Qatar MotoGP: How close was first single-tyre race?

Monday's season-opening Qatar night race was the first event of the single-tyre MotoGP era, with all 18 riders offered the same limited range of tyres for the first time. 

    As well as reducing costs, it was hoped that the move would make the racing closer, after two seasons dominated by drawn-out runaway wins since the switch to 800cc engines.

    However despite having the same tyres available to all, and satellite teams getting machinery closer to factory spec (all the Honda and Yamaha teams now have pneumatic-valve engines for example) this year's Qatar Grand Prix saw the leaders break away even further than before, with a knock on effect throughout the field. 

    Casey Stoner had to fight his way back from a bad start to win in 2008, but led the 2009 race from start to finish. Both seasons saw 17 riders reach the finish.

    Victory margin: 5.323sec (2008) - 7.771sec (2009)
    Podium margin: 10.600sec (2008) - 16.244sec (2009)
    Top 6: 14.040sec (2008) - 29.883sec (2009)
    Top 10: 38.354sec (2008) - 42.284sec (2009)
    Top 15: 58.930sec (2008) - 1min 0.286sec (2009)
    1st to 17th (last): 1 lap* (2008) - 1min 15.028 (2009)
    Chris Vermeulen had to make a pit stop.

    However, the gap did close significantly for those fighting in the 'mid-pack' - behind Stoner, Valentino Rossi and Jorge Lorenzo.

    4th to 10th: 25.066sec (2008) - 17.874sec (2009)
    4th to 15th: 45.642sec (2008) - 35.876sec (2009)
    No real conclusions can be drawn from one race (especially a night race, being run one day late after a desert rainstorm) - except that the likes of Stoner, Rossi and Lorenzo will be fast whatever tyres they are on.

    Meanwhile, Bridgestone expressed satisfaction with its single-tyre debut, although made no reference to the lack of close racing at the front.

    “I am happy with the new regulations and I think they worked well in Qatar,” said Tohru Ubukata, manager of Bridgestone's Motorcycle Race Tyre Development. “I believe we made the correct selection of two compounds for this first race, and I believe that these options also were ok for the teams. With just 20 tyres per rider, every team had sufficient to complete the race weekend, even though it was extended by one day, so I think new regulation is working ok.”

    “I am pleased that we have been able to meet the task of providing a consistent control tyre and I am pleased we have completed this weekend with no problems,” stated said Hiroshi Yamada, manager of Bridgestone's Motorcycle Sport Unit.

    MotoGP world champion Valentino Rossi was looking on the bright side after failing to challenge Casey Stoner in Monday night's Qatar MotoGP season-opener.

    Rossi found the track conditions less to his liking after Sunday's rainstorm, then dropped two positions to fourth on lap one, while Stoner charged into an early eland.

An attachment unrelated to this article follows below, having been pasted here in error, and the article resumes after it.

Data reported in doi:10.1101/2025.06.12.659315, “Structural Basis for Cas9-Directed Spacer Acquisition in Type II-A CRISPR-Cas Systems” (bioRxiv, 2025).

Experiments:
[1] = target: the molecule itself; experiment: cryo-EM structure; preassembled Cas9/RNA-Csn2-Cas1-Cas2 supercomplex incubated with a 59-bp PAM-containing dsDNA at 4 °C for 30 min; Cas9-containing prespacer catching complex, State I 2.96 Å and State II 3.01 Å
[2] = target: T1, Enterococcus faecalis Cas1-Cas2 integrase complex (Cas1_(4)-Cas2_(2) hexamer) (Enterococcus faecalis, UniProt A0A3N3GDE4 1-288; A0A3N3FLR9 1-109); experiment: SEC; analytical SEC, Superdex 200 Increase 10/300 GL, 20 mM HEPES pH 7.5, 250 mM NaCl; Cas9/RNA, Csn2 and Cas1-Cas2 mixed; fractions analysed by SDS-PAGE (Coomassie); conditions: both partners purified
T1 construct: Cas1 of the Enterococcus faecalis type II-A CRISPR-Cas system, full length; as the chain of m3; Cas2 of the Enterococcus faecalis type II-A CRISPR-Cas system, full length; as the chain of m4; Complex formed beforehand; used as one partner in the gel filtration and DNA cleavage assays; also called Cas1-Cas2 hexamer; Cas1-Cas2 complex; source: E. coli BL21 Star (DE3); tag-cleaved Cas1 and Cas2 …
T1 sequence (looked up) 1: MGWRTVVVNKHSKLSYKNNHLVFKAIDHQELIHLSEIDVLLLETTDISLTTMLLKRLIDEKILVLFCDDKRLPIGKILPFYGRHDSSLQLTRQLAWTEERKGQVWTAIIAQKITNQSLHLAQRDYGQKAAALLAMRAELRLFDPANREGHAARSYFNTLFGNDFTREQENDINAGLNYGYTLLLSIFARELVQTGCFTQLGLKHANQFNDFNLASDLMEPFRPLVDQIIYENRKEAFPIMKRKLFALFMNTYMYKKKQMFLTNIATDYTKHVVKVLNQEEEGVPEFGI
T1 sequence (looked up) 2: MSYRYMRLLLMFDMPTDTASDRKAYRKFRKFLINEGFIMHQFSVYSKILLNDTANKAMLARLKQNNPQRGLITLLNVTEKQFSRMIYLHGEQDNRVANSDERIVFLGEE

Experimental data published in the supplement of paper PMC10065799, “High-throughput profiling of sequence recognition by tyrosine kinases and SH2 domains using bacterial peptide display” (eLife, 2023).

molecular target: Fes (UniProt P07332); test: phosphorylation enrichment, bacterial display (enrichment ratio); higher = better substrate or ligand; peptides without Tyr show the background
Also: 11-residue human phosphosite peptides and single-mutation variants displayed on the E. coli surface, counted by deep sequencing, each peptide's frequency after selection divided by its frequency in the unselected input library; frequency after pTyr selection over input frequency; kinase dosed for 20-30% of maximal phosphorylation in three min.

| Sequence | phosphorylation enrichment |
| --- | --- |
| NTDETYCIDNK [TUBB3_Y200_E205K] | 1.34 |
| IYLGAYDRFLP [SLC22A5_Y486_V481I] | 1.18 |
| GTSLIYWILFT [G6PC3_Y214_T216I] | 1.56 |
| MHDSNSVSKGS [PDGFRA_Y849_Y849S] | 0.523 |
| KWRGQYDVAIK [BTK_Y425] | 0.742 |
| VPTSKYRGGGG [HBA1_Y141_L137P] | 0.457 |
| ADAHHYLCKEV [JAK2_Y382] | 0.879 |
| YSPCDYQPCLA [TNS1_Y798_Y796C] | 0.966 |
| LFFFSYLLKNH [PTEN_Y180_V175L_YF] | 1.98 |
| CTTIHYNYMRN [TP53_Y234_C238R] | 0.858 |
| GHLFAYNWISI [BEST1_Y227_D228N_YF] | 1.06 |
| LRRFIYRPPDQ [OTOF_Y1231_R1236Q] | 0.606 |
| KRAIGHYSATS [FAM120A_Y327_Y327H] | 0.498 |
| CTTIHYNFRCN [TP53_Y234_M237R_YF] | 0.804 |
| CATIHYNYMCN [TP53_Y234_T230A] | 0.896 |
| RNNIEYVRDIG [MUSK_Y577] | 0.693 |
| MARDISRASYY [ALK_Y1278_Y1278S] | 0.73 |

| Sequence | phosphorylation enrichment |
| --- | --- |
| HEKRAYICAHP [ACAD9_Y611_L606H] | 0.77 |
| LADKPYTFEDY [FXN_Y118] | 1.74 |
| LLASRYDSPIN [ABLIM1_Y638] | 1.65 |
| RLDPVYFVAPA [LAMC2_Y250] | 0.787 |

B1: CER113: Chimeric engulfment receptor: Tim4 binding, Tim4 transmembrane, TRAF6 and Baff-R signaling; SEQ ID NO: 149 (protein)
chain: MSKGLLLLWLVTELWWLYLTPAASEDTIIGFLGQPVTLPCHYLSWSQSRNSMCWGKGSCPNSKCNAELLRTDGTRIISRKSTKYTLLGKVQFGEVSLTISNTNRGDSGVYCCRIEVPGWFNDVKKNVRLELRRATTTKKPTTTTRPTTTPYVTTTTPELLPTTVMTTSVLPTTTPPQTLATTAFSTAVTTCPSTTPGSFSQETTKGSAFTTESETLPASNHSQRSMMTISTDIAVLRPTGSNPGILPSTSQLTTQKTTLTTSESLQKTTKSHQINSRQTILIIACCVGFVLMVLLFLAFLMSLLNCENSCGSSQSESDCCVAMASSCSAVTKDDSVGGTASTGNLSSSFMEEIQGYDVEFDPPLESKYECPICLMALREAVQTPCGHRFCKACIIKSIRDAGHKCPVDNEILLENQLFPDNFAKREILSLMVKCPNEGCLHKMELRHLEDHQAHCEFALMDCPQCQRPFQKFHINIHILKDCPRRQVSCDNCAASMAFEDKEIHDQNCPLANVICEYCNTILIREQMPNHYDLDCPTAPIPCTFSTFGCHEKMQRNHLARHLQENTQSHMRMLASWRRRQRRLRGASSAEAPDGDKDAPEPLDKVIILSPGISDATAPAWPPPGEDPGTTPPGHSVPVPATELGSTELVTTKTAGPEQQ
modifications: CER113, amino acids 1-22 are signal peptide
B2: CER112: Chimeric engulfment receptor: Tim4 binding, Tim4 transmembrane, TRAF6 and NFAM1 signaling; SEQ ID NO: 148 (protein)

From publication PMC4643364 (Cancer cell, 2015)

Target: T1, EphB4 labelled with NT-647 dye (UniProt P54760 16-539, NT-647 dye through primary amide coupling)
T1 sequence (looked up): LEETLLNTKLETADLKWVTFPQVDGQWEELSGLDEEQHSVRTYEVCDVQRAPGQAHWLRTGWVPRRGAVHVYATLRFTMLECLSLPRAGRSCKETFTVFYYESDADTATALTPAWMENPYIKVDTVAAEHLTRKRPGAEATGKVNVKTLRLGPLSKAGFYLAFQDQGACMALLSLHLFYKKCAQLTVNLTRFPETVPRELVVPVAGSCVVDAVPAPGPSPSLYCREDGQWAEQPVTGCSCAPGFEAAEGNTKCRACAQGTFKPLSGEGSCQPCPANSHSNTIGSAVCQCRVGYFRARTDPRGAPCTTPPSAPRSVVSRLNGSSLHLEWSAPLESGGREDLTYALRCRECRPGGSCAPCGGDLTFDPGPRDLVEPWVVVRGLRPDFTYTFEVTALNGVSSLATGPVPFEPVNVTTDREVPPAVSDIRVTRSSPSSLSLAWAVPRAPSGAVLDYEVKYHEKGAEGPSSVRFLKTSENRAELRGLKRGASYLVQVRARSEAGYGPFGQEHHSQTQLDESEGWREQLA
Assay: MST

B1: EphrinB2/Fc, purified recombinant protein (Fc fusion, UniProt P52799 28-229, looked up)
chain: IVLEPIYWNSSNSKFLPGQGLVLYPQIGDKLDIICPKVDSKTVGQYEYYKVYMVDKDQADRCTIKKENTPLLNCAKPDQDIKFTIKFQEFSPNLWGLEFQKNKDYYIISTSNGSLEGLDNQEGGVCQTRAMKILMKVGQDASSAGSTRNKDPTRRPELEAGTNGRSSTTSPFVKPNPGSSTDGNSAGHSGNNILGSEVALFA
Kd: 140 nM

The Fiat Yamaha star recovered to second by lap three of 22, but was already three seconds behind Stoner's Ducati and - despite initially gaining on the Australian - couldn't maintain the pace and finished a massive 7.7sec behind the 2007 champion.

    “Today the conditions of the track were quite different to before and this evening in warm-up we encountered a couple of small problems related to tyres, so our strategy had to change slightly tonight,” said Rossi. “It's a pity because I think last night we could have put up more of a fight, but anyway this is a good result to start the season, much better than last year. 

    “I knew I needed a good start in order to go with Stoner but unfortunately I didn't get one and I lost some time fighting with Lorenzo and Capirossi and by then Stoner had already gone! 

    “The middle part of the race was great fun and I made six or seven good laps to come much closer, but I knew I wouldn't be able to continue in that rhythm, it was too risky for the tyres and I decided it was more important to take the 20 points.”

    Nevertheless, Rossi's second position is significantly better than his fifth place at Qatar last year, and he was closer to Stoner during practice and qualifying than most expected after being over one-second slower than the Australian in last month's test. 

    Stoner is also something of a Qatar specialist - winning the last three races at Losail, in both day and night - but last season he went on to struggle at the following rounds.

    “Casey was very strong today but he is always fast here and I believe that our potential is very good; I think that we can be back fighting again in Motegi,” confirmed Rossi. “I am so glad we could race today after yesterday and I am satisfied to be leaving here having made a good start to the season - it is long!”

    “We didn't win but we can consider this a good start to the season, certainly much better than in 2008. Now we need to work to fix one or two small problems that we have,” added team manager Davide Brivio. “The middle part of the race was good, we were gaining on Stoner but in the latter stages he was in a better condition to push and Valentino was right to settle for second. It's a long championship and the points are important. We are confident that we will be able to battle with Stoner in Motegi.”

Any copying and use the material without coordination with administration of the site is strictly forbidden.